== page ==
Trump Considers Expanding the War Against ISIS  

President Donald Trump has said that he is considering sending troops into Afghanistan in order to mop up what remains of the Taliban after his use of the Mother of all Bombs (MOAB) on a tunnel network owned by the radical Islamic terrorist group, ISIS.

This comes after a raid on an ISIS stronghold in which Islamic State leader Sheikh Abdul Hasib was killed. Based on the success of this attack, Trump seems emboldened to conduct more ground fighting against the Taliban, which reports say, has been growing since the Sunni radical militants took center stage.

A new plan is on the table to do just that, and it is awaiting the approval of the president. It calls for the expansion of the U.S. military’s current role in the region in curtailing the advancement of Taliban forces. This plan punctuates a series of discussions over Trump’s review of current policies concerning U.S. military strategy in Afghanistan. The president has expressed great concern about the failure to make important gains against the Taliban saying, he wants us to “start winning again.”

The new plan would give the Pentagon – rather than the White House – the authority to decide how many troops are deployed at any given time. It would also give military leaders more control over their use of air strikes as they target Taliban members and assets.

This is a decidedly divergent move away from the kinds of policies that have reigned since George W. Bush entered into the war against terrorism last decade. Many of the military failures presided over by Obama and Bush were characterized by their being ordered in both scope and direction from the White House. The military actions by those two administrations were also explicitly political in nature and ineffective.

During his campaign for the Presidency, Donald Trump said several times that he would no longer announce the military actions he would authorize before implementing them. Trump complained that Obama’s doing so was politically motivated, but he also suggested that presidents who announced U.S. military attacks before they happened were also setting those attacks up to fail. He once said in a debate that Obama announces what he’s going to do, and by the time our forces get to the target area, the targets have left.

Placing management powers over military actions back in the hands of military experts is another way he is showing that he does not intend to use the military strikes authorized by him for immediate political gain.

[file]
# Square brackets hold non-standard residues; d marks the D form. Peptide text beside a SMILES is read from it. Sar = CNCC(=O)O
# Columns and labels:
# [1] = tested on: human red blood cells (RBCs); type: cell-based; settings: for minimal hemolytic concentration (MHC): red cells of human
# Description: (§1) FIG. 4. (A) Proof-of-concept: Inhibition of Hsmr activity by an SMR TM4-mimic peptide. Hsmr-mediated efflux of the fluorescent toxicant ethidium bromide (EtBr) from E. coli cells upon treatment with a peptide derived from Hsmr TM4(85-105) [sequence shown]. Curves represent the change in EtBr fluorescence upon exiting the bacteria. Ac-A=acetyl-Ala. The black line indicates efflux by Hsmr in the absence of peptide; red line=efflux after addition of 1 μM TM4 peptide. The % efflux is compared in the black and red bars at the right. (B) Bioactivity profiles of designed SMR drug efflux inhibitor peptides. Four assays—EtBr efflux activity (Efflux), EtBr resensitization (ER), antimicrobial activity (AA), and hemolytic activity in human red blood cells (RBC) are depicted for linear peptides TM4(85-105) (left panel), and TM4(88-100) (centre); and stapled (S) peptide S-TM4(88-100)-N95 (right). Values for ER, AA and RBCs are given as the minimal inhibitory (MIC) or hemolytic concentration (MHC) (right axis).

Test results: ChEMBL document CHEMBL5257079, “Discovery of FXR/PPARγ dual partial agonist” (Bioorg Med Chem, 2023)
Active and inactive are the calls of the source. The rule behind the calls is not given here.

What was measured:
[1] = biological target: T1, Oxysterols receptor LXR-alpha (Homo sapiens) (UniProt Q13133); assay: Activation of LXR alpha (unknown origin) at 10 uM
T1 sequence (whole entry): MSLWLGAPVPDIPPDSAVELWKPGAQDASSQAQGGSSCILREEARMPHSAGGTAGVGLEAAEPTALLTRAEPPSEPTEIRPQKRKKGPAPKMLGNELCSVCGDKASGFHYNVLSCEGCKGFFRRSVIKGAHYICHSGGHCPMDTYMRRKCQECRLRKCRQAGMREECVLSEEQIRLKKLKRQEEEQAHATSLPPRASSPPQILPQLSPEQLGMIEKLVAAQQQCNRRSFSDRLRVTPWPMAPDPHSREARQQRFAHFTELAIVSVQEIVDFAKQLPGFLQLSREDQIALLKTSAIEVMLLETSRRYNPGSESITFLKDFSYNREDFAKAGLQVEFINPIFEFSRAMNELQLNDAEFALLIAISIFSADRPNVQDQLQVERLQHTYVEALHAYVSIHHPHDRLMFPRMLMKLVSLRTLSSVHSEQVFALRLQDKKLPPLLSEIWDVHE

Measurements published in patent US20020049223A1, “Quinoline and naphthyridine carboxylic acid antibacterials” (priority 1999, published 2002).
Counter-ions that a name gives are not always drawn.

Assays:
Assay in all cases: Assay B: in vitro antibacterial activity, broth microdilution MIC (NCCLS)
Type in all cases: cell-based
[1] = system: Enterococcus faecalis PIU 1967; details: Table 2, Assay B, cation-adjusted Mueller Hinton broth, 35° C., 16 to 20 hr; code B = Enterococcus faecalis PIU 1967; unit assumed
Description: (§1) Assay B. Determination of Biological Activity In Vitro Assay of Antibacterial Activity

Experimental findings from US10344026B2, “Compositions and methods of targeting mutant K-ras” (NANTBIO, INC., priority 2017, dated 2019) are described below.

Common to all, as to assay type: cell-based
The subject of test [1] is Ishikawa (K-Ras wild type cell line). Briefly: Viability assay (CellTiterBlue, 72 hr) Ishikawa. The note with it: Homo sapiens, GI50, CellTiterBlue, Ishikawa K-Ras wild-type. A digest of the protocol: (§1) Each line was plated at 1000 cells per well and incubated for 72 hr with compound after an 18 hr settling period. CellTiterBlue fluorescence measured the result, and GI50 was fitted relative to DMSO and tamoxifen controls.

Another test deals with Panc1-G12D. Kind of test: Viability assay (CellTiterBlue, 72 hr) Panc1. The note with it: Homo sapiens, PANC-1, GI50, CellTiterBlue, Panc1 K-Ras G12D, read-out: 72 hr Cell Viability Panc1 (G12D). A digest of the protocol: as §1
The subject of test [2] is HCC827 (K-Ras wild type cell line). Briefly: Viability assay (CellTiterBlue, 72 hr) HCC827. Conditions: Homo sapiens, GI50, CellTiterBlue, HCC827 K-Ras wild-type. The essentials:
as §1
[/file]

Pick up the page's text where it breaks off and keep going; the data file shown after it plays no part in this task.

The president is expected to deliver his final decision on the plan at a NATO summit before the end of the month.

According to the Washington Post, the plan to send more troops to Afghanistan is being spearheaded by Trump’s recent appointee to the position of National Security Advisor, H.R. McMaster. This fact is creating a great deal of tension between populist and globalist representatives within the Trump administration.

It has come out, for example, that Steve Bannon fears the “surge” will merely be an extension of the failed policies of the last twelve years concerning the Middle East and that no permanent gains would result. Bannon and others within the administration are calling it “McMaster’s War.”

At the same time, reports are emerging that President Trump is losing his patience with McMaster. The decision to appoint him was praised as a serious move in a more professional direction. But numerous reports have surfaced that Trump and McMaster have had several bitter arguments.

Bannon has been warning Trump that McMaster’s plan is a prelude to more nation building – something Trump has long said he would not do.

These mixed messaged would seem to indicate that Trump is beginning to regret appointing McMaster.

The plan, as it exists, would send no less than 3,000 troops to bolster our current presence in Afghanistan, bringing the total number to 11,400 American troops in the region. The military will have the final say so when it comes to setting the final number, as Trump has made it clear that he wants military professionals in charge of the details.

After Trump’s bombardment the airfield in Syria, many were concerned that he would enter into a ground war to depose president Assad as he had promised on the campaign trail to always put America’s needs before international interests. But these fears did not manifest – a good sign for Trump supporters who expect him to put America first.

The surge will raise the current annual expenditure of $23 billion on conflicts in the region.

~ Conservative Zone


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